Steve Hearon was one of the first among his friends to go through it. It was eight years ago, and few in the baby boom generation had reached the point where their parents were getting too old to live alone.
But Hearon’s father was suffering from both Parkinson’s Disease and dementia, and Hearon’s mother, already in her late 70s, was having trouble caring for him. After six months of frequent trips to Portland to look after them, the 56-year-old Islander finally decided it was time to move his parents to Seattle, where he could set them up in an old folks’ home.
The task of finding the right place, though, was daunting.
“I was sort of touring facilities on my own, looking for things that would fit,” Hearon said. “But it seemed like every place I went, there were some things that worked, but other things were deal-breakers.”
He had some specific criteria. It had to be on the Eastside. It had to be wheelchair accessible and have the right parking arrangement. And the food had to be gourmet.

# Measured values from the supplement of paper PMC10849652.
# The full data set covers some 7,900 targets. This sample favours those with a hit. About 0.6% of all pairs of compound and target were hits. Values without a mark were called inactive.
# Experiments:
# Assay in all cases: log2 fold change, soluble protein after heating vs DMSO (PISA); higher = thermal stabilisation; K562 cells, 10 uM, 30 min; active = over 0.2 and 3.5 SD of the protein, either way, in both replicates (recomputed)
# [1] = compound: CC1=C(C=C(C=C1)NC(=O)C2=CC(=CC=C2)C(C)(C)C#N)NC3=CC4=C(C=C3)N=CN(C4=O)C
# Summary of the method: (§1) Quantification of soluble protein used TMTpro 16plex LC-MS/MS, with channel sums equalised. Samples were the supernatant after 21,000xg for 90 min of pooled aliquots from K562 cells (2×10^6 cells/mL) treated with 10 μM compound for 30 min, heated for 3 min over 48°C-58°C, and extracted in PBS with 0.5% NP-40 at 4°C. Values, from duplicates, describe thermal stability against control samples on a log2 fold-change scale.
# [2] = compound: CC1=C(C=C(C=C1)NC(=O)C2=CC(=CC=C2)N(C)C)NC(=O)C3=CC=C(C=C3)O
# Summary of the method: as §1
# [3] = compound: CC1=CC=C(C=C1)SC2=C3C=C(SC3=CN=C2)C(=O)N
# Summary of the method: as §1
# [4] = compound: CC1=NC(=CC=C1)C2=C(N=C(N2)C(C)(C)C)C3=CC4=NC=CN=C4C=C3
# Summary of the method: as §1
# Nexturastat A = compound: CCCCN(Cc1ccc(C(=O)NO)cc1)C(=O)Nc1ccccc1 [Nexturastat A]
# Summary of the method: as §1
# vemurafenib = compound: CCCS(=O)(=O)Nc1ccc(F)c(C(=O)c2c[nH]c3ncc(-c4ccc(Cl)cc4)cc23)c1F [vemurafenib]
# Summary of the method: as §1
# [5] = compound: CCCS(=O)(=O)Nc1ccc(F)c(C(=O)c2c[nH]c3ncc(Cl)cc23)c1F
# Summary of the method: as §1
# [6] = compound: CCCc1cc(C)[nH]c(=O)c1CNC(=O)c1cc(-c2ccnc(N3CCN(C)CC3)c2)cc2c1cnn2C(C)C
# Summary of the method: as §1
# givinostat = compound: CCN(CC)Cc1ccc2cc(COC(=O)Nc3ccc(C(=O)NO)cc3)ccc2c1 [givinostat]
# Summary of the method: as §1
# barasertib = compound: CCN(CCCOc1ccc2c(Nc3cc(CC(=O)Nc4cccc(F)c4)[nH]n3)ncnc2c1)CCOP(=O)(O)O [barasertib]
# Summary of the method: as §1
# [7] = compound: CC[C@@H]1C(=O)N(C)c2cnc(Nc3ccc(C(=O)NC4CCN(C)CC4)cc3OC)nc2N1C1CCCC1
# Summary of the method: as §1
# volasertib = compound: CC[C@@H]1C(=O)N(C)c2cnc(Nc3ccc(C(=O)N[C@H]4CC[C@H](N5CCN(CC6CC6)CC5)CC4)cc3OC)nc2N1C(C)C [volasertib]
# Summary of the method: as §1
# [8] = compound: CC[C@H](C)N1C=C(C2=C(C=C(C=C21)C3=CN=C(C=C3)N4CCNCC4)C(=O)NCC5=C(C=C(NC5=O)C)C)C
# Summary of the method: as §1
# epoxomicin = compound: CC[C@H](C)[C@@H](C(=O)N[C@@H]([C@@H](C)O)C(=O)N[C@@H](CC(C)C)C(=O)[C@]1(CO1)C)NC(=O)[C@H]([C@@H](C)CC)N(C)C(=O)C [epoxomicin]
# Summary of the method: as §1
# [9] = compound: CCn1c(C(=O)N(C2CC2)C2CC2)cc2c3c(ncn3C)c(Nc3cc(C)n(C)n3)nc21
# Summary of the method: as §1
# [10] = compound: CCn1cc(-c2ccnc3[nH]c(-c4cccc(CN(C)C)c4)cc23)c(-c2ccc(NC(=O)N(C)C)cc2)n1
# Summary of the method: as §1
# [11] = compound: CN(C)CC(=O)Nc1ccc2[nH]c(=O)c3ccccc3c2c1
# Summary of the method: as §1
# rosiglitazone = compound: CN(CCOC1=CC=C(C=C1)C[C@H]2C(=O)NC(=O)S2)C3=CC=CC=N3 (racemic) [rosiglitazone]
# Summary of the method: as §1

“My parents had lived a good life and this was not a time where I was going to have any compromises,” he said.
Hearon is representative of many in his generation who have high standards for their own quality of life and that of their rapidly aging parents. Thanks to advances in life expectancy, 71 percent of today’s boomers have at least one living parent, according to a 2005 Pew Research Center survey. The National Alliance for Caregiving estimates that one in six working adults cares for an elderly relative.
But that means that while the elderly are living longer, they are doing so with health conditions that require a higher level of maintenance. Navigating the world of elder care with a list of requirements that can range from late-stage Alzheimer’s care to Korean-speaking staff, often under pressure following an emergency such as a bad fall or stroke, can throw an adult child’s life into turmoil. Further issues such as geographical distance and financial constraints only add to the challenge.
Hearon felt he was wasting his time in a sea of options where he didn’t know what questions to ask or how to interpret the answers he got. After a couple of weeks of looking, he found Heidi Sheldon, a senior housing specialist (also referred to as a “placement coordinator”) who uses her intimate knowledge of local facilities to help families focus their searches.
Her Bellevue-based company, Options for Seniors, maintains contractual relationships with a network of nearly 700 elderly-housing facilities. Her staff regularly investigates and assesses each for its services, programs, cleanliness and performance on state surveys. Her services are free to clients because she is paid on commission by the housing facilities when she makes a placement.